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Trading house Sumitomo Corp. said Thursday it will acquire a 30 percent stake in an iron ore mining subsidiary of major Brazilian steelmaker Usinas Siderurgicas de Minas Gerais S.A. for up to $1.93 billion.

The investment in Mineracao Usiminas S.A. would enable Sumitomo to secure 9 million tons of iron ore a year, equivalent to nearly 10 percent of Japan’s overall iron ore imports, and the trading house is expected to provide it to Nippon Steel Corp. and other domestic steelmakers, company officials said.

Sumitomo and the Brazil steelmaker, known as Usiminas, plan to ink accords on the deal by the end of August.

Negotiations to decide iron ore prices “are currently led by major (foreign) natural resources companies, but we hope to offer stable prices over the long term,” Sumitomo Senior Managing Executive Officer Kuniharu Nakamura told a news conference.

Sumitomo will buy new shares in Usiminas’ subsidiary through a private share allocation.

The subsidiary is an integrated mining company with iron ore mines, railway capacity and port facilities in the Serra Azul region in the state of Minas Gerais.

It currently has an annual production capacity of 7 million tons of iron ore and plans to raise capacity to 30 million tons by 2014 to 2015 through cooperation with Sumitomo.

Iron ore imports by China, the world’s biggest consumer, soared 42 percent last year to a record 628 million tons.

“(Sumitomo’s move) will help the domestic steel sector secure stable raw material supplies” amid increasing competition from China and South Korea, said Takashi Murata, an analyst at Daiwa Securities Capital Markets Co. in Tokyo. “Sumitomo can expect an increase in revenue from higher iron ore prices and expand its steel-products business.”

Usiminas, Brazil’s second-largest steelmaker, is seeking to profit from surging iron ore prices by selling a stake and spinning off the unit, which the company said may be worth $6.43 billion.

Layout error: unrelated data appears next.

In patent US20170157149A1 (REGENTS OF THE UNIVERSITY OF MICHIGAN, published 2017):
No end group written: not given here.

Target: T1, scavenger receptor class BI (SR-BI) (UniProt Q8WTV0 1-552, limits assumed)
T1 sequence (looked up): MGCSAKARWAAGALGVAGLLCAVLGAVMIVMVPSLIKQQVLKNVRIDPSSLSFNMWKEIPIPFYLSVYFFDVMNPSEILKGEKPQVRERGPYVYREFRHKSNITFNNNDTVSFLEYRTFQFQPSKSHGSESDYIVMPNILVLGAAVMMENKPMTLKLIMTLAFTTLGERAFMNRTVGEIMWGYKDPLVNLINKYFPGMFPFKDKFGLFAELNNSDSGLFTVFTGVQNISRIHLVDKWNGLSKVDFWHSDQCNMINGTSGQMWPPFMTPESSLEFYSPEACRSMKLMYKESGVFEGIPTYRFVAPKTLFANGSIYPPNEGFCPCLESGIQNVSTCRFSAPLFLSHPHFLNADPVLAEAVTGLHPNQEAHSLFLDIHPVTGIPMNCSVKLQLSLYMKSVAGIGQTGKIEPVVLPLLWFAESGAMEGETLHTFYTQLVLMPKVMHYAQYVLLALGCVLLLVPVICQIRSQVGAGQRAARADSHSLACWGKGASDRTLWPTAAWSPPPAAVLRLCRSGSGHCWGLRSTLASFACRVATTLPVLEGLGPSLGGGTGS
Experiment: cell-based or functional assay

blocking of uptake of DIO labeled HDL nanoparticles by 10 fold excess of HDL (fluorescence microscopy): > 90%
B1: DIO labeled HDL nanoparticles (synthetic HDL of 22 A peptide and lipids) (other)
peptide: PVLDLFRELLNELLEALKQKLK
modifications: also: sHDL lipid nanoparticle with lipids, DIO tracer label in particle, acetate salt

The investment may boost Sumitomo’s operating profit by between ¥10 billion to ¥20 billion a year by 2015, when an iron ore expansion project is completed, Nakamura said.

Sumitomo will likely supply “several million tons” of iron ore a year to Japanese steelmakers and will target shipments to China and India, Nakamura said. A Japanese group led by Nippon Steel Corp., the nation’s largest mill, has a 27.8 percent stake in Usiminas.

“Stable supplies to Japan and the world will lead to stability in management for the industries,” Nakamura said at a press conference.

Tokyo-based Sumitomo follows other Asian companies buying assets in South America to curb costs and secure supplies of iron ore, the main raw material used to make steel.

A group that included Posco and Nippon Steel acquired a 40 percent stake in a unit of Cia. Siderurgica Nacional SA, the Brazilian steelmaker known as CSN, for $3.12 billion. CSN also plans to sell shares in its iron ore unit.

JFE Holdings Inc., Japan’s second-largest steelmaker, plans to spend as much as ¥200 billion to invest in iron ore and coal mines in Australia and Brazil to double its raw material self-sufficiency, Eiji Hayashida, the president of the company’s steel unit, said in a May 7 interview.

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